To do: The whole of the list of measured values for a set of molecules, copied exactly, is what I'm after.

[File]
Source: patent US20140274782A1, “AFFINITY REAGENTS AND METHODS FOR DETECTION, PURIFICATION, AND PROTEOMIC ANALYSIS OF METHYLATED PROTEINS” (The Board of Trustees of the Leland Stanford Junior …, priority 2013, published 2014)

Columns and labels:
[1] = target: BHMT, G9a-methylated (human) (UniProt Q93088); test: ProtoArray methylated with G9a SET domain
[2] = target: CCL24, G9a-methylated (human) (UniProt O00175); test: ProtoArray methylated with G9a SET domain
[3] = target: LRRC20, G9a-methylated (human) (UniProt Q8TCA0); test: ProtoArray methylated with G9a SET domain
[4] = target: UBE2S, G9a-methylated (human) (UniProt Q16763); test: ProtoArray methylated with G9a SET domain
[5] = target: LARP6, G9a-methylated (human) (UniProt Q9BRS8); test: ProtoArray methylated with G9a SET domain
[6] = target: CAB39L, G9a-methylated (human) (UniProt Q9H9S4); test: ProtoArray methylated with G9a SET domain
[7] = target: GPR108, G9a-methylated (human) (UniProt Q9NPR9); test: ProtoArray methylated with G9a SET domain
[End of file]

Source: patent US20140274782A1, “AFFINITY REAGENTS AND METHODS FOR DETECTION, PURIFICATION, AND PROTEOMIC ANALYSIS OF METHYLATED PROTEINS” (The Board of Trustees of the Leland Stanford Junior …, priority 2013, published 2014)

Columns and labels:
[1] = target: BHMT, G9a-methylated (human) (UniProt Q93088); test: ProtoArray methylated with G9a SET domain
[2] = target: CCL24, G9a-methylated (human) (UniProt O00175); test: ProtoArray methylated with G9a SET domain
[3] = target: LRRC20, G9a-methylated (human) (UniProt Q8TCA0); test: ProtoArray methylated with G9a SET domain
[4] = target: UBE2S, G9a-methylated (human) (UniProt Q16763); test: ProtoArray methylated with G9a SET domain
[5] = target: LARP6, G9a-methylated (human) (UniProt Q9BRS8); test: ProtoArray methylated with G9a SET domain
[6] = target: CAB39L, G9a-methylated (human) (UniProt Q9H9S4); test: ProtoArray methylated with G9a SET domain
[7] = target: GPR108, G9a-methylated (human) (UniProt Q9NPR9); test: ProtoArray methylated with G9a SET domain